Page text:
Localised scotomata and types of vascular occlusion in diabetic retinopathy

Acta Ophthalmol (Copenh). 1991 Feb;69(1):11-8. doi: 10.1111/j.1755-3768.1991.tb01984.x.


In 13 patients with diabetic retinopathy who had localised scotomata in the central visual field that could not be ascribed to haemorrhages, cotton wool spots or hard exudates, visual field data obtained by computerised perimetry were correlated with the corresponding retinal morphology as seen on fundus photographs and fluorescein angiograms. It was attempted to relate the retinal areas corresponding to the scotomata to areas of distribution from the central retinal artery. In six cases localised scotomata could be correlated with focal areas of angiographical non-perfusion in the macular area. When these areas of non-perfusion were traversed by a patient vessel, the retinal zone adjacent to this vessel was found to have retained light sensitivity. Two localised scotomata could be correlated with retinal areas peripheral from occluded arterioles, but no scotoma was found which could be related th retinal venous occlusion. In five cases scotomata occurred, however, which could not be related to areas of distribution from the central retinal artery. It is concluded that factors other than retinal vascular occlusion probably are involved in causing impairment of neurosensory function in diabetic maculopathy.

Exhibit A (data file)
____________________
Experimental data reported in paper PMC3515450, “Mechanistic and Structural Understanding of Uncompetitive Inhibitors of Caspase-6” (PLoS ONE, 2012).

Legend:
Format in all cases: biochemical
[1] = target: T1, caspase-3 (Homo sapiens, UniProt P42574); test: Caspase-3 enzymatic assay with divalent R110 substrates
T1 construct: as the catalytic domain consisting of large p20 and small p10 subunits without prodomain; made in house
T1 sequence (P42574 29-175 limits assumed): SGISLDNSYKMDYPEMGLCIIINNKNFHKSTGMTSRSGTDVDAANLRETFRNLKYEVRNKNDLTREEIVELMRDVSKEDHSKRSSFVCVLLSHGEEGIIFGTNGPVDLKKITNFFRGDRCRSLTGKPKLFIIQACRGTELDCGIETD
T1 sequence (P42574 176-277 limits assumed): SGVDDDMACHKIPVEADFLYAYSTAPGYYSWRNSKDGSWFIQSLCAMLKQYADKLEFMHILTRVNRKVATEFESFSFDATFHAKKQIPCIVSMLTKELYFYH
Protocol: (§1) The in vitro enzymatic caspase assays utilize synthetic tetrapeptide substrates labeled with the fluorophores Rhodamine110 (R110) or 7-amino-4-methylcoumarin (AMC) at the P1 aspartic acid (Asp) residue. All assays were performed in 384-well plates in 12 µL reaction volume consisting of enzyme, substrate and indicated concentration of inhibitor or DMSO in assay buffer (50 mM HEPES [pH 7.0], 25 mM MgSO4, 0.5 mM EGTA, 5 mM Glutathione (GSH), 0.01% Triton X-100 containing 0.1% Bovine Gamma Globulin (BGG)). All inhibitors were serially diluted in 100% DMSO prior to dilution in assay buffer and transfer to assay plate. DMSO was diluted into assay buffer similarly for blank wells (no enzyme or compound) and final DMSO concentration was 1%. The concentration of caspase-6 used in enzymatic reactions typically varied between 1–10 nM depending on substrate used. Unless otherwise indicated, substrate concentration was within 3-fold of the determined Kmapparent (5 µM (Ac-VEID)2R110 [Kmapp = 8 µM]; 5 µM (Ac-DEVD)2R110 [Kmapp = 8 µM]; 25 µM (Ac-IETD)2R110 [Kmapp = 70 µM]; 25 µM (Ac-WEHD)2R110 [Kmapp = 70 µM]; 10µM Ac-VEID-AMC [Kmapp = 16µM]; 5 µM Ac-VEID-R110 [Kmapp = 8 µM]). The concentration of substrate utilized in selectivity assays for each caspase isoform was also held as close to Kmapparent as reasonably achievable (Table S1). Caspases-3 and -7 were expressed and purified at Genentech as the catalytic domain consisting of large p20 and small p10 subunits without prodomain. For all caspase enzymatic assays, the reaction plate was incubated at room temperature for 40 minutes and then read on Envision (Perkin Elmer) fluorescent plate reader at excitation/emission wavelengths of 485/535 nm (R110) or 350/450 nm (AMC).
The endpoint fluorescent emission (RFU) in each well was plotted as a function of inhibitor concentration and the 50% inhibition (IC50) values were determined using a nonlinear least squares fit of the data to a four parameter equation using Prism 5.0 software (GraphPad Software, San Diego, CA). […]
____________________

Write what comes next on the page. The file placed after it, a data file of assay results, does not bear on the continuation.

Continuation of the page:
Publication types

  • Research Support, Non-U.S. Gov't

MeSH terms

  • Adult
  • Aged
  • Contrast Sensitivity
  • Diabetic Retinopathy / pathology
  • Diabetic Retinopathy / physiopathology*
  • Fundus Oculi
  • Humans
  • Middle Aged
  • Photography
  • Retinal Artery Occlusion / pathology
  • Retinal Artery Occlusion / physiopathology*
  • Scotoma / physiopathology*
  • Visual Field Tests
  • Visual Fields